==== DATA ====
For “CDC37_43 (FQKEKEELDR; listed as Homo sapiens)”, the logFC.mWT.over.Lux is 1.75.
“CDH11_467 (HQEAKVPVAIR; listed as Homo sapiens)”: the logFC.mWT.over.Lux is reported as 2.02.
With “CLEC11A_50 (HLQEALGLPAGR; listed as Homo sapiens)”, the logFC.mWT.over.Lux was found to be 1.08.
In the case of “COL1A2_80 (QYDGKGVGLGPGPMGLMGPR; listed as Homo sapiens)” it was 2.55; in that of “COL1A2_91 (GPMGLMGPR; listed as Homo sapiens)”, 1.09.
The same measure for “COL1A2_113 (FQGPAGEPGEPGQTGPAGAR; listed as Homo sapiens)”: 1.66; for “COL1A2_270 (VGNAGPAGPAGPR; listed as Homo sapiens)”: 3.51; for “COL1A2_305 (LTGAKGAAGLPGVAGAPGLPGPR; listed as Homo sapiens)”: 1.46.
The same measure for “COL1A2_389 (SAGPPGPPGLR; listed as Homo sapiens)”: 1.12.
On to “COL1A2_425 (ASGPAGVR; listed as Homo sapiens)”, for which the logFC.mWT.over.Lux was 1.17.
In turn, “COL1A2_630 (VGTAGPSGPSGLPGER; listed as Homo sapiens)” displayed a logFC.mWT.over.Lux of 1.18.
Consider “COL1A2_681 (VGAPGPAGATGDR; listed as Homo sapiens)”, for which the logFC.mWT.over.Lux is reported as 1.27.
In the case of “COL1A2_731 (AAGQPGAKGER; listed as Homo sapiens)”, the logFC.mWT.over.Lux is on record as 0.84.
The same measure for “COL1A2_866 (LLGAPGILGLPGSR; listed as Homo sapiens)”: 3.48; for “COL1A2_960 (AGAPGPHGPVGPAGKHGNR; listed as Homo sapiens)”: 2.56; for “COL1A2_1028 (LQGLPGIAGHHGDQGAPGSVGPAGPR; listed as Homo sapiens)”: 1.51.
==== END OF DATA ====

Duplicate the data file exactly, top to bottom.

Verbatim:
For “CDC37_43 (FQKEKEELDR; listed as Homo sapiens)”, the logFC.mWT.over.Lux is 1.75.
“CDH11_467 (HQEAKVPVAIR; listed as Homo sapiens)”: the logFC.mWT.over.Lux is reported as 2.02.
With “CLEC11A_50 (HLQEALGLPAGR; listed as Homo sapiens)”, the logFC.mWT.over.Lux was found to be 1.08.
In the case of “COL1A2_80 (QYDGKGVGLGPGPMGLMGPR; listed as Homo sapiens)” it was 2.55; in that of “COL1A2_91 (GPMGLMGPR; listed as Homo sapiens)”, 1.09.
The same measure for “COL1A2_113 (FQGPAGEPGEPGQTGPAGAR; listed as Homo sapiens)”: 1.66; for “COL1A2_270 (VGNAGPAGPAGPR; listed as Homo sapiens)”: 3.51; for “COL1A2_305 (LTGAKGAAGLPGVAGAPGLPGPR; listed as Homo sapiens)”: 1.46.
The same measure for “COL1A2_389 (SAGPPGPPGLR; listed as Homo sapiens)”: 1.12.
On to “COL1A2_425 (ASGPAGVR; listed as Homo sapiens)”, for which the logFC.mWT.over.Lux was 1.17.
In turn, “COL1A2_630 (VGTAGPSGPSGLPGER; listed as Homo sapiens)” displayed a logFC.mWT.over.Lux of 1.18.
Consider “COL1A2_681 (VGAPGPAGATGDR; listed as Homo sapiens)”, for which the logFC.mWT.over.Lux is reported as 1.27.
In the case of “COL1A2_731 (AAGQPGAKGER; listed as Homo sapiens)”, the logFC.mWT.over.Lux is on record as 0.84.
The same measure for “COL1A2_866 (LLGAPGILGLPGSR; listed as Homo sapiens)”: 3.48; for “COL1A2_960 (AGAPGPHGPVGPAGKHGNR; listed as Homo sapiens)”: 2.56; for “COL1A2_1028 (LQGLPGIAGHHGDQGAPGSVGPAGPR; listed as Homo sapiens)”: 1.51.